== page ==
During Stewardship Weekend, your donation is more critical than ever

The Diocesan Appeal is aptly named because there is not one part of the Diocese of Albany — which spans 126 churches across 14 counties — that is not impacted by the generosity of the faithful who are guided by the Holy Spirit.

“The Holy Spirit inspires in each of us to find a deeper sense of our individual missions and then to help one another to discover them to serve each other. The Holy Spirit helps us to put things together — how can the gifts that I have and the gifts that you have come together in a rich tapestry that is shared?” Bishop Edward B. Scharfenberger said when talking about the Diocesan Appeal. “This is Jesus’ Church — Jesus came with a wonderful message that when we pause to listen, it is life-transforming and energizing. The ways in which we do this as community and ultimately in our roles at Christians, is to introduce others to Jesus — don’t we need this more than ever? We are fortunate to have a diocesan family to lift us together in these responsibilities. … Your support of both your parish offertory and the Diocesan Appeal are the most fundamental ways to insure the health and vitality of our entire Catholic community.”

As we near Stewardship Weekend in the Diocese of Albany on Oct. 16-17, your donation to the Diocesan Appeal, formerly the Bishop’s Appeal, is more critical and necessary than ever.

“(The Appeal) really is for all of us, for a diocesan-wide, strong parish network, not just the ones in the big suburban neighborhoods,” said Nancy Bielawa, executive director for Stewardship & Development. “Sometimes we don’t get out of our own backyard and sometimes we don’t realize that our footprint is pretty big and spans the spectrum of people in great need. You don’t have to go to a third-world country to see that there are communities in need and our Diocese covers it all.”

Just look at these examples:

A FAMILY CARES FOR ITS MEMBERS:
The Diocesan Appeal allows a parish to focus on spiritual ministry to their community rather than being overwhelmed by running a small business. As Father Matthew Frisoni, pastor of the Church of St. Adalbert, St. Paul the Apostle and Our Lady of Mount Carmel, said: “Imagine if there was no Diocese and each parish were on its own to comply with requirements of law, regulations, codes, etc. — this would be very problematic. There are a multitude of ways I ask for assistance from the Diocese and I am not alone. It comes to the aid of each parish for everyday needs and, on occasion, emergencies. A family cares for its members.”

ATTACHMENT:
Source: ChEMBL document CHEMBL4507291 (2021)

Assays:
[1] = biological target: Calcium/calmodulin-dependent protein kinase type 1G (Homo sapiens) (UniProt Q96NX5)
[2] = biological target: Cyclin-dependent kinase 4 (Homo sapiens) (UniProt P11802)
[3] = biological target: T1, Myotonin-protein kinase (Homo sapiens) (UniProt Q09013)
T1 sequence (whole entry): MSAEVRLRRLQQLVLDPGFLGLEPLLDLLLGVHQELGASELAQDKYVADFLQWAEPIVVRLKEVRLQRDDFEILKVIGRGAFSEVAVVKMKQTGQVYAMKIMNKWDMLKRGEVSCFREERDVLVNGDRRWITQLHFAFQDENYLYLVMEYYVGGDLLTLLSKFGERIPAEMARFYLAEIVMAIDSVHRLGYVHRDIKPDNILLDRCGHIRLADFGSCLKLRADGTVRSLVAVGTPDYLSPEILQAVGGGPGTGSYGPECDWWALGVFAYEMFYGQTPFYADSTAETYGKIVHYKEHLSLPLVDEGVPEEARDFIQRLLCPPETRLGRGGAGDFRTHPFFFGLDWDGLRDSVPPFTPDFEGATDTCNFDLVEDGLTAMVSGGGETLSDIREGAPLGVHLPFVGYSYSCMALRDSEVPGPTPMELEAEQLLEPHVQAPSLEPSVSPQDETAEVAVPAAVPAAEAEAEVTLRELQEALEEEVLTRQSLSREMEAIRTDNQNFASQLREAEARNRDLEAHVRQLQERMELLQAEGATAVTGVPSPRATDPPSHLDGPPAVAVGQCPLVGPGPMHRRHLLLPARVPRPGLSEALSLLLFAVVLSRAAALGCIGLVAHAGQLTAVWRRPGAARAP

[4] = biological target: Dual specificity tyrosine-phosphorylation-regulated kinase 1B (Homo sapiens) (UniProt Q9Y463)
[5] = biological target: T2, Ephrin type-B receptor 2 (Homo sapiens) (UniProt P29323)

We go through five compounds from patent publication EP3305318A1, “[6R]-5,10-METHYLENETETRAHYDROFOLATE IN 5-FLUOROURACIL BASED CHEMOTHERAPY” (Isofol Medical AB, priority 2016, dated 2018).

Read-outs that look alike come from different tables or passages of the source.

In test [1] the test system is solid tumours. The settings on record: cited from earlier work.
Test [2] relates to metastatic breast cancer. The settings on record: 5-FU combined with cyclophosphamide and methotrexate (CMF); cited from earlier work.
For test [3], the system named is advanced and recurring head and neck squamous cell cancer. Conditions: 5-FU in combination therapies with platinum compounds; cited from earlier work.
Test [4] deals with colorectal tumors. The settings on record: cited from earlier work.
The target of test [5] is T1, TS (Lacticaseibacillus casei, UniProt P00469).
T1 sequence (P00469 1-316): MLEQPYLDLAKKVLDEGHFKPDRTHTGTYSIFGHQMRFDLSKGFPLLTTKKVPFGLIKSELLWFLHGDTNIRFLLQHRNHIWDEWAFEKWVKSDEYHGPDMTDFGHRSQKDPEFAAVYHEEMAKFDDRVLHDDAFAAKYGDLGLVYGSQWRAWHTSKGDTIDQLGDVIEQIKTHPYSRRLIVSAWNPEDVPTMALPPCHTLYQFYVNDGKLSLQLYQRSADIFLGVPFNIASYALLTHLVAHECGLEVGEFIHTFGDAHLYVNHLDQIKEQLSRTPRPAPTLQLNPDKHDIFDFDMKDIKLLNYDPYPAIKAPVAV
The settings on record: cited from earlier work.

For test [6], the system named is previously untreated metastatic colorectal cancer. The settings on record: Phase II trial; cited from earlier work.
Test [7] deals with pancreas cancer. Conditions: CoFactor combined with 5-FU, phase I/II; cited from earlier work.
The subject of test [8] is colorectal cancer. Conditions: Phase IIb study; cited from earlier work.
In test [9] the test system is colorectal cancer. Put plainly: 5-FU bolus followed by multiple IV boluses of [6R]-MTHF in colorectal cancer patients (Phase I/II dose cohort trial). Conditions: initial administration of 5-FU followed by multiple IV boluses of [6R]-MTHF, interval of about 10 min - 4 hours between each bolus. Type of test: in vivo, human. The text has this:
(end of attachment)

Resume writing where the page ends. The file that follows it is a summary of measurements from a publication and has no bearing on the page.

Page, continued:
The Diocesan Appeal is an expression of support for all our parish families. Supporting the Diocesan Appeal ensures that all 126 parishes in the Diocese of Albany have the tools they need to provide for a thriving Catholic community.

“(The Appeal) impacts the services at your particular parish ... but also the greater church,” Bielawa said. “I don’t know if we make enough of a case for that. If you are in a parish that is bursting at the seams, has a lot of staff, and has spectacular flowers on the altar at Christmas, you might not know that not every parish is like that. Those parishes might rely on the Diocese more than your parish does, but aren’t those parishes worthy? They are your fellow Catholics, fellow Christians.”

IMPACT ON VULNERABLE NEIGHBORS: Catholic Charities of the Diocese of Albany has been doing heroic work during the pandemic in so many ways. Through its Emergency Assistance Program, people in need get the financial support they so desperately need, particularly through rental assistance. And let’s not forget the CC MOVE initiative! Catholic Charities, with the Regional Food Bank of Northeastern New York and local community partners, has distributed over 1.7 million pounds of fresh, frozen and shelf-stable food items to 169,000 people across 52,000 households so far this year.

TRANSFORMATIVE LEARNING: Catho­lic Schools across the Diocese of Albany have continued to see an increase in student enrollment during the pandemic. Through in-person learning and small classes, our schools teach math, science, reading and spelling but also bring God into the classroom to truly educate the whole person. The Catholic School Office supports 21 schools across seven different counties and a portion of the Diocesan Appeal is invested in growing the roots of our Catholic faith.

FUTURE SHEPHERDS: This year, the Diocese of Albany ordained five men into the priesthood — Fathers Matthew Duclos, Kyle Gorenski, Daniel McHale, Nathaniel Resila and Stephen Yusko. Most people in the Diocese probably would not know that approximately one-third of the Appeal revenue pays for the educational expenses of the seminarians (priests and deacons).

“Looking back on my years at seminary, I am incredibly grateful to the donors of the Diocesan Appeal because their generous gifts helped to pay in-full my six years of seminary; a gift that allowed me to be a priest without worrying about the financial burden that often accompanies our studies,” Father Yusko said. “In this way, Appeal donors are actively contributing to the growth of the priesthood.”

These are just a few examples of the impact the Diocesan Appeal makes in our Diocese. Imagine how many people in need could be helped if every Catholic household made a gift continuing the tradition of generosity and care begun by our predecessors in faith.